Justice Murray Sinclair calls for change in child welfare system

The thousands of children in provincial child welfare systems are the focus of five of Justice Murray Sinclair's 94 recommendations in the Truth and Reconciliation Commission report into the residential school system and its legacy.

Truth and Reconciliation Commission report recommends keeping aboriginal families together

Ending the cycle of abuse

8 years ago
Duration 2:14
Almost half of the 30,000 children in foster care in Canada are aboriginal

The thousands of children in provincial child welfare systems are the focus of five of Justice Murray Sinclair's 94 recommendations in the Truth and Reconciliation Commission report.

It's a modern-day crisis that is a direct legacy of Canada's residential school system.

According to Statistics Canada, in 2011 there were 29,570 children under 14 in foster care. Nearly half, 14,222, or 48 per cent, were First Nations children.

In Manitoba, the issue is often front and centre, since it is home to fully a third of those children, with 10,293 as of March 2014, according to the province.

The overwhelming majority, 87 per cent, are aboriginal. Manitoba is also the province that was rocked, in particular, by the deaths of two children involved with child welfare authorities, Phoenix Sinclair and Tina Fontaine.

Sinclair told the crowds gathered to experience the historic day that has to change. 

"We call on the governments of this country to change the way they deliver child welfare in this country," he said to a wave of applause. 

Sinclair recommended that provinces work to reduce the number of aboriginal children in care and to provide resources so families are not broken up in the first place. He said children should be kept in culturally appropriate environments when they do have to be removed, and culturally appropriate parenting programs should be provided for aboriginal families, among other things. 

High numbers of children in care 

Cindy Blackstock, executive director of the First Nations Child and Family Caring Society, a national organization that serves aboriginal children and families, said there are more aboriginal children in the child welfare system today than there were at the height of the residential school era, which at any one time was several thousand.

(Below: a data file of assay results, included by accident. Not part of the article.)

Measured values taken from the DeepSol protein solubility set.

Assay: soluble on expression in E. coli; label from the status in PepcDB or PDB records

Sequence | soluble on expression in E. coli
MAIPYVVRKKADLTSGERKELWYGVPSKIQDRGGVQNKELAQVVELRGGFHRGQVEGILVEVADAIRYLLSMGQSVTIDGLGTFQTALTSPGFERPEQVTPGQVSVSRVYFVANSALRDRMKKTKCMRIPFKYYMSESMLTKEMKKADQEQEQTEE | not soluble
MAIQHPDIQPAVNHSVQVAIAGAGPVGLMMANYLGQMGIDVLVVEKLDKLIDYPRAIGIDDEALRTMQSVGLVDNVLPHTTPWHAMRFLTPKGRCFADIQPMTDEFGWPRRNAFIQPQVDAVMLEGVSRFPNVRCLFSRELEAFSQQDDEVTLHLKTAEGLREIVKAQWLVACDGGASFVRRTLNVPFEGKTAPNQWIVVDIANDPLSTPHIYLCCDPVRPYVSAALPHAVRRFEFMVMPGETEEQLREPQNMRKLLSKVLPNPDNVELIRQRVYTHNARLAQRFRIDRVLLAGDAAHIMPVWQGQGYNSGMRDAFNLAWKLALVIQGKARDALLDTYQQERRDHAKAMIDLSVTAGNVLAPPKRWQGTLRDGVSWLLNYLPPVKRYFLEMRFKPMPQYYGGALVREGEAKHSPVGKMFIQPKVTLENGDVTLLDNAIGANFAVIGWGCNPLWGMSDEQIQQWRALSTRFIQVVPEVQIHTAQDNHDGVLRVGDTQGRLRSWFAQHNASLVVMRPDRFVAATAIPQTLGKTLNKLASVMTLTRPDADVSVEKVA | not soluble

"These children are being removed for factors we could prevent through equitable funding on reserve, by making sure that funding is targeted at the key factors of poverty, poor housing and substance misuse," she said. "If we fail to take those actions on what we know, then we will also carry the burden of not having done what we could have done for this generation of kids." 

The organization has filed a human rights complaint against the federal government for underfunding aboriginal child welfare. 

Manitoba Premier Greg Selinger said he's optimistic the government and First Nations can work together for the benefit of aboriginal families and reduce the number of children in care. 

"It's a necessity to believe we can," he said. "We can do it in partnership with First Nations leadership and First Nations families."

If not, Assembly of Manitoba Chiefs Grand Chief Derek Nepinak said, Canada may be destined to hold another Truth and Reconciliation Commission on its foster system.

"Today we are living in that legacy where it's OK to apprehend children, to cause that disconnection."

Foster mom seeks to break cycle 

Mary Burton knows the cycle well.

The Winnipeg woman was a foster child and is now fostering two boys who are three and five years old. 

She has seen the shattering impact apprehending children has had on generations of families. She says the child welfare system is too quick to break families up. 

Burton says Manitoba's system is far too quick to break up families. (CBC)

"Apprehension is not the cure-all to everything," she said. "There are other ways to help parents." 

She said adequate housing, addiction resources and educational supports for parents are among measures that would help. 

Burton admits she was a little worried herself about her parenting skills. 

"When I first got [the children], I wondered what I was getting myself into," she said. "But now it's a routine and they're really good, enjoying their childhoods, playing constantly, doing well." 

Burton speaks Cree to the boys and wants to teach them their culture and heritage. 

She said it's hard, because many of her own family members suffered abuse in residential schools. 

"I'm learning as I'm teaching," she said, as she pushed the boys on the swings in the playground. 

Burton is keenly aware that what she does at home will echo through her boys' lives. 

"Children learn what they see. If they see somebody who's going to work every day, and there's no alcoholism and there's no drug addicts and there's no sexual exploitation or anything like that happening in the home, when they become adults, that's how they're going to live their lives."